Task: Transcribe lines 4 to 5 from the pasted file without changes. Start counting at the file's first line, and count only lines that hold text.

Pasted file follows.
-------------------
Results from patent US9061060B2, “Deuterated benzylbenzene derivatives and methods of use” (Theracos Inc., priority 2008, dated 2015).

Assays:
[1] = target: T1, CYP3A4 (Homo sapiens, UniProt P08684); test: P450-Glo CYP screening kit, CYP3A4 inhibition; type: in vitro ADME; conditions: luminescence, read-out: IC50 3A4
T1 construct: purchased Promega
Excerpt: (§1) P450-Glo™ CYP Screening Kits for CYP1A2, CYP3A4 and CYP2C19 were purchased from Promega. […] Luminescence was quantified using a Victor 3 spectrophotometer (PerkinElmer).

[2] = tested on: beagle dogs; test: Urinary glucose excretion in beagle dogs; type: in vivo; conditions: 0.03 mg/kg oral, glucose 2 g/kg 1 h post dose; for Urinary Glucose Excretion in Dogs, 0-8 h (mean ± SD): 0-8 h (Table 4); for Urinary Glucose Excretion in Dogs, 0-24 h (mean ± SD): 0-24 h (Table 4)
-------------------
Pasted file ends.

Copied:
T1 construct: purchased Promega
Excerpt: (§1) P450-Glo™ CYP Screening Kits for CYP1A2, CYP3A4 and CYP2C19 were purchased from Promega. […] Luminescence was quantified using a Victor 3 spectrophotometer (PerkinElmer).